The new National Park Service (NPS) study concluding that killing Denali park wolves reduces the success of wolf viewing by park visitors presents an intuitively obvious conclusion and confirms what has been known for many years. In fact, this simple fact was the primary basis for more than a dozen citizen proposals to the Alaska Board of Game and the Alaska Department of Fish and Game commissioner asking to close the boundary of Denali to wolf hunting and trapping. Unfortunately, the state has ignored the facts of the situation for many years, and continues to do so.
The number of wolves in Denali has declined from 147 in fall 2007 to only 49 now, and the number of wolf family groups ("packs") declined from 20 in 2008 to only nine now. Visitor wolf-viewing success has declined from 45 percent in 2010, when the (inadequate) buffer was eliminated by the state, to only 5 percent last year. More than 530,000 visitors come to Denali each year, about 50,000 of whom are Alaskans. Many cite the opportunity to see wolves as one of their primary objectives for visiting the park. Denali is one of Alaska's top tourism attractions, and is responsible for more than $500 million in economic activity each year in Alaska. The state should realize the obvious economic benefit of restoring and sustaining the wildlife viewing resource of Denali but has yet to be able to transcend its ideological zealotry to do such.
The drop in wolf viewing success just since the state eliminated the Denali buffer has cost as many as 200,000 visitors each year looking for the opportunity to view a wolf in the park. In fact, some Alaskans now travel to Yellowstone to see wolves in the wild. Throughout this period of wolf decline, scores of park wolves have been killed along the park boundary and inside the park by hunters and trappers. It doesn't take a rocket scientist to connect the dots.
Yet, as with the state, NPS remains reluctant to admit the full impact of killing wolves, both along the boundary and inside Denali, on this unprecedented decline. Last year, NPS claimed the decline might be due to low snowfall, and the Fairbanks News-Miner ran a story asserting such. After we pointed out to both that there was indeed no correlation between snow level and wolf numbers, a correction was issued. Fortunately, the new park study finally admits the truth on this point.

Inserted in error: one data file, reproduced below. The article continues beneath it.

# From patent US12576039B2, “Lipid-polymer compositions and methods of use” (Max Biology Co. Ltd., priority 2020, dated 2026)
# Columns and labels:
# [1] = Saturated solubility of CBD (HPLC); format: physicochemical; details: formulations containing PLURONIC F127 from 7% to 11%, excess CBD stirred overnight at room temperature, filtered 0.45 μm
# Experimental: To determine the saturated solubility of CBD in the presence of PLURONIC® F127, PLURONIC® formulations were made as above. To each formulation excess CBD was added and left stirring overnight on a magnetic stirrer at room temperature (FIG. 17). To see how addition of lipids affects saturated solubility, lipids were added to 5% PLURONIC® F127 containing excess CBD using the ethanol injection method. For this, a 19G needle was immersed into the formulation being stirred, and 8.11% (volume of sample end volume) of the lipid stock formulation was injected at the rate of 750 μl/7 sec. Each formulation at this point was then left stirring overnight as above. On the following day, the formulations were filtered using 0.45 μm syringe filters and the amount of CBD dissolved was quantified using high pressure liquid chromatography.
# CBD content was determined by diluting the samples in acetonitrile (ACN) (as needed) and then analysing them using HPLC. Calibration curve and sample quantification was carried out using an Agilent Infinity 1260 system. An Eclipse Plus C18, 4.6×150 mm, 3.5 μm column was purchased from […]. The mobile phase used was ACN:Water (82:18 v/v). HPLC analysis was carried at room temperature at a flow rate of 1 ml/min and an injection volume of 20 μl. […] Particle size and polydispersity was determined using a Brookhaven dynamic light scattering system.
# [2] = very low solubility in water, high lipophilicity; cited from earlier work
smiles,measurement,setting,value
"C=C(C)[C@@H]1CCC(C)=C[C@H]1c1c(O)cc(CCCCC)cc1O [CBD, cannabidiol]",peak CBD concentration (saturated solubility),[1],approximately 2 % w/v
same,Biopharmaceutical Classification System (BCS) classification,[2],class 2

But most disappointing in the new park study is its continued assertion that killing wolves along the boundary has "minimal impacts on the size of protected wolf populations." On this they are simply wrong.
The Park Service and the state of Alaska consistently neglect to mention the disintegration of two of the park's largest wolf family groups due to the killing of just one breeding female wolf from the group. This happened in 2012 with the Grant Creek family group, when the trapping of the last pregnant female led to the group not denning, not pupping, dispersing and declining in number that summer from 17 to only three. Research has confirmed that pupping and pup rearing provides the cohesion in wolf family groups. Just last year, Park Service research confirmed that breeder loss caused 77 percent of all wolf family group dissolutions between 1986 and 2012 in Denali.
And again in 2015, the same tragic result occurred with the East Fork (Toklat) group, when the last pregnant female of East Fork was killed at a bear baiting station outside the park and the group then declined from 15 to only two. These two events clearly resulted in more than "minimal impacts on the size of protected wolf populations."
Although the Park Service has now admitted the abundantly obvious fact that wolf killing diminishes visitor viewing success, it continues to be unwilling to concede the full truth: that killing park wolves along the boundary has contributed to this spectacular decline in the Denali wolf population, and to family group integrity and natural processes. And of course, wolf take is about the only cause of decline that we can do anything about.
The only realistic solution to this ongoing decline is for the state to trade a wildlife conservation easement along the park boundary in exchange for a like-valued federal asset elsewhere. This has been proposed for several years, yet little action has been taken so far. Let's hope this new park study rekindles the sense of public obligation in both the Park Service and the state, and motivates real action to secure a conservation easement on the boundary of Denali. This is the only way to secure the park mandate of protecting natural processes within the park, and to restore and sustain the wolf-viewing resource of the park for all visitors.
Rick Steiner was a marine conservation professor with the University of Alaska from 1980-2010, stationed in Kotzebue, Cordova and Anchorage. He resigned in 2010 in protest over an academic-freedom dispute. He now consults on conservation issues through Oasis Earth.
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